Even with petrol and diesel prices dropping, fuel economy is still a high priority for most motorists. A car that's cheap to run will save money, save the planet, and even keep its value better than a gas-guzzler when it comes to resale time.
Thats why we've listed the top petrol and diesel models for fuel efficiency here. Do be aware, however, that the greenest versions are not always the best cars in the range to go for - it can often be better to save money on the list price and go for a less economical model, or switch to a petrol car to avoid more expensive repairs. Economy is just one factor to consider but it can be a big one.
Although official fuel economy and CO2 emissions figures are often quite different to the real-world figures, we still see them as useful. The official economy tests are standardised, so they don't include variations in driving style, traffic or weather - that means they are comparable, and a higher figure on the tests will likely mean a higher real-world figure, too.
We've decided to focus on non-hybrid and non-electric cars in our list here, as we've already put together round-ups for those models (see links, below). Instead, we’ve concentrated on conventionally-engined cars - especially as they are often much more affordable than their electrically-powered equivalents.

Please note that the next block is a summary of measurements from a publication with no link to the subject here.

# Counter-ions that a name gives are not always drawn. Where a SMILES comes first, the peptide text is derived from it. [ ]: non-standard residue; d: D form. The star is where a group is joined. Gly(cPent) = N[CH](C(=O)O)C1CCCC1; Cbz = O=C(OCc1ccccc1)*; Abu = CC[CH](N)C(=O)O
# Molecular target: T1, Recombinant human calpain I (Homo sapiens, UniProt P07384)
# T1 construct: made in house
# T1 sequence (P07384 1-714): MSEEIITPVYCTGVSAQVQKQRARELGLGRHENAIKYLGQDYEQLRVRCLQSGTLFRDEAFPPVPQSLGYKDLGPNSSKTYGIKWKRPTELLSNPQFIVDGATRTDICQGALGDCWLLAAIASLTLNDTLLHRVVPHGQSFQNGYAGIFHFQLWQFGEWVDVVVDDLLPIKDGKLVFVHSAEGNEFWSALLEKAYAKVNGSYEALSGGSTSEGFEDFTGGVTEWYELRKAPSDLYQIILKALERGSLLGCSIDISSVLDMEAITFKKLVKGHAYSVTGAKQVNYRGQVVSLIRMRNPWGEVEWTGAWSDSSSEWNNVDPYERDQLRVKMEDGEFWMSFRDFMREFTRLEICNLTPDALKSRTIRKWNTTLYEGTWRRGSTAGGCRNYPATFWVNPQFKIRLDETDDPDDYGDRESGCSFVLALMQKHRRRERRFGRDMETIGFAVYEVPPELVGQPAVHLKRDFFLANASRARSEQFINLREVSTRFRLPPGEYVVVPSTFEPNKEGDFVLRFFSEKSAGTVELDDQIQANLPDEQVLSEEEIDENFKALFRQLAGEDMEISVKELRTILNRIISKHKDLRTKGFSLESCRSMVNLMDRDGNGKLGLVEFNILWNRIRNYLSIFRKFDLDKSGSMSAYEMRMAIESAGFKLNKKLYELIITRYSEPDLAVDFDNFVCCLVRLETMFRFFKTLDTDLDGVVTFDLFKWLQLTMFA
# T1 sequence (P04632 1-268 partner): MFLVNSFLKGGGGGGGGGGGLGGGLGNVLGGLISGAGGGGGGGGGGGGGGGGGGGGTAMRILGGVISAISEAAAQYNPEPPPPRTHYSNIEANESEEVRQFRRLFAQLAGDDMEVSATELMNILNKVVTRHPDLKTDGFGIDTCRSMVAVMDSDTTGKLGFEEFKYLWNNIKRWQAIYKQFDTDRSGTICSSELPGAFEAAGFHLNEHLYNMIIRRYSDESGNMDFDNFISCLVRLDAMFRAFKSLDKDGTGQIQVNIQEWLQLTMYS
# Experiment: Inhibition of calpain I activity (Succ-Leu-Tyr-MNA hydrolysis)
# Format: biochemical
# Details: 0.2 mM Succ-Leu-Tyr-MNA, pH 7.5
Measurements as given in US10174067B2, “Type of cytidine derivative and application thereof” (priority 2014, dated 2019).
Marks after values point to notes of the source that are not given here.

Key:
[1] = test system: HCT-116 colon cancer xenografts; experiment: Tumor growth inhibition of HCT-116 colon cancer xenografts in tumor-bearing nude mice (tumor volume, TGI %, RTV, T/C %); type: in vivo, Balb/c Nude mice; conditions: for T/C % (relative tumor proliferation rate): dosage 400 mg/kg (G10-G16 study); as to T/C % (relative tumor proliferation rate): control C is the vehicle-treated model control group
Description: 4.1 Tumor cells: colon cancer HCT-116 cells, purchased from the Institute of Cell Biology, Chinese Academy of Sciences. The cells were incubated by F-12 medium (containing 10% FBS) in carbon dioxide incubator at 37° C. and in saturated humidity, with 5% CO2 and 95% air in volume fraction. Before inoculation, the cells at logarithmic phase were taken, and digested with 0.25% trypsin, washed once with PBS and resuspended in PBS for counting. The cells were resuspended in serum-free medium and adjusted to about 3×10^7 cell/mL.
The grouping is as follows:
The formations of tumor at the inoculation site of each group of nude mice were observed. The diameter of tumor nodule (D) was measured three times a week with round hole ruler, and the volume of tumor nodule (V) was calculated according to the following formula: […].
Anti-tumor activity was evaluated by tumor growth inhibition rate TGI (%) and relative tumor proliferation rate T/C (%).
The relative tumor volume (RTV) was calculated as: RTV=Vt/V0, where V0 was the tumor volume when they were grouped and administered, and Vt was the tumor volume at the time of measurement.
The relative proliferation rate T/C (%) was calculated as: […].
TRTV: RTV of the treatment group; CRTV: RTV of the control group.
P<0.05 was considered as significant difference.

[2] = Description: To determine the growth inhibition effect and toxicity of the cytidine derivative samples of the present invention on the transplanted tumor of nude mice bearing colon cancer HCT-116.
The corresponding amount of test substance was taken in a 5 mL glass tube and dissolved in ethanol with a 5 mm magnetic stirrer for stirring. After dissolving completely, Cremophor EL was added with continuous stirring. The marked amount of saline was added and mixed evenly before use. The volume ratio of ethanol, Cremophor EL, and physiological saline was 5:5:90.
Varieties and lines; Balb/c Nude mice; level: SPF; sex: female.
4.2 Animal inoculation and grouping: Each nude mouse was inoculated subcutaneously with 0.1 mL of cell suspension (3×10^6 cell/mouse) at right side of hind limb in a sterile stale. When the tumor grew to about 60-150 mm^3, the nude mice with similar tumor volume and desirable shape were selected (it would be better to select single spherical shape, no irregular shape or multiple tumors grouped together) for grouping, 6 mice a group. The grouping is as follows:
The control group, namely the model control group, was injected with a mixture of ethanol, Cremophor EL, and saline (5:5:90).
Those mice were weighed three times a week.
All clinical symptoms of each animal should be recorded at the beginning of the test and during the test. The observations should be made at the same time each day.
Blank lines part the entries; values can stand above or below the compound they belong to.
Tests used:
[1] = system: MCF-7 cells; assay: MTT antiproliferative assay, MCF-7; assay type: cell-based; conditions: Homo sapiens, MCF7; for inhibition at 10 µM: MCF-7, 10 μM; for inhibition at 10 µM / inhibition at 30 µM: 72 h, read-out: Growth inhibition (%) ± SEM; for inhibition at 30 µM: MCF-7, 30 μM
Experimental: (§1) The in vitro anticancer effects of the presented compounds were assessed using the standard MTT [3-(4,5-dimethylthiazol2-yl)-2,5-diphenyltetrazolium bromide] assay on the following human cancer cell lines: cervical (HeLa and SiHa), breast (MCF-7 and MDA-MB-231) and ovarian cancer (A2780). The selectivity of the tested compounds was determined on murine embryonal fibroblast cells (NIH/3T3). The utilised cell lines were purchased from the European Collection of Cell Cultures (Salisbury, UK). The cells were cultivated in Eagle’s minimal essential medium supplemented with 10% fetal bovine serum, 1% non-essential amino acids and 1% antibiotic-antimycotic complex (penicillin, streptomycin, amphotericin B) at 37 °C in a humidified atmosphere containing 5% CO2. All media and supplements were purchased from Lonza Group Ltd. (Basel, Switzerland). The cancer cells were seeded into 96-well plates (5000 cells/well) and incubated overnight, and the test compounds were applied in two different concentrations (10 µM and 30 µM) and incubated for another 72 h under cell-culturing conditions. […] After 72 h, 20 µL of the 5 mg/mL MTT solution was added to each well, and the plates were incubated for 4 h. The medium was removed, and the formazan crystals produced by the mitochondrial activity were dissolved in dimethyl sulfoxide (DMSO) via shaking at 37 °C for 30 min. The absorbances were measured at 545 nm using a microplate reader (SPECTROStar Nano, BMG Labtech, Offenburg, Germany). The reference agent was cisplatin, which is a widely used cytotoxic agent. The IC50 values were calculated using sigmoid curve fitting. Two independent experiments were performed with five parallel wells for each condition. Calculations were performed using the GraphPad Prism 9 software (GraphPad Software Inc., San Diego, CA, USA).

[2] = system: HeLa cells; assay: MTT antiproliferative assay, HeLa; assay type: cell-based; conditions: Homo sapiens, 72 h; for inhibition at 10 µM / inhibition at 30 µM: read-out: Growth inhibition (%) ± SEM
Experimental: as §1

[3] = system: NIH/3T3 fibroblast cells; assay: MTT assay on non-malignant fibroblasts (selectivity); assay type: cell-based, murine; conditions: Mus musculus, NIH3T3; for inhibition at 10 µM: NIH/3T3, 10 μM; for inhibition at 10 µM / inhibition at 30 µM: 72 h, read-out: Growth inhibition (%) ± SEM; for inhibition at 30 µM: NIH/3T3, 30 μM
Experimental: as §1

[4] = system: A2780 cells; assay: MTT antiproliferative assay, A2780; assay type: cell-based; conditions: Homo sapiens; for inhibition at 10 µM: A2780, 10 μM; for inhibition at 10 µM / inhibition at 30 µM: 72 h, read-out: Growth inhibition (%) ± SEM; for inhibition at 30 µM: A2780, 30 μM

Electric cars do work for some people, though, so if you're looking for ultra-low emission vehicles, we've also got articles on the best hybrid cars, the best electric cars and even the best green cars on sale now.
Do remember that small diesel cars often boast excellent economy but this may not suit your lifestyle. Small city cars are great for commuting into town, but the tiny dimensions and cramped interior mean family trips can be very uncomfortable indeed - and there won't be much space for the shopping.
Diesel engines are not suitable for short trips, but work best for motorway travel - and small petrol engines are the opposite, working well in the city and getting noisy on faster roads. Also, diesel cars are usually more expensive than their petrol equivalents and are more costly to fill up. So if you don't cover long distances, a petrol car could make more financial sense.
You need to think carefully about which car will suit your needs best before you make a decision, rather than thinking purely about the fuel economy.
The cut-off point for our most economical cars list is an astonishing combined cycle return of 85.6mpg. Below that sit a cluster of fantastic cars that average over 80mpg but didn't quite make it into the fuel efficiency hall of fame. Any one of them should still be seriously cheap to run. Here's the best of the rest...
Citroen C3 1.4 e-HDi Airdream - 83.1mpg
Citroen C4 Cactus 1.6 BlueHDi - 83.1mpg
Ford Focus ECOnetic - 83.1mpg
Peugeot 208 1.4 e-HDi - 83.1mpg
Volvo V40 D2 - 83.1mpg
Skoda Fabia Greenline Estate 1.2 TDI - 83.1mpg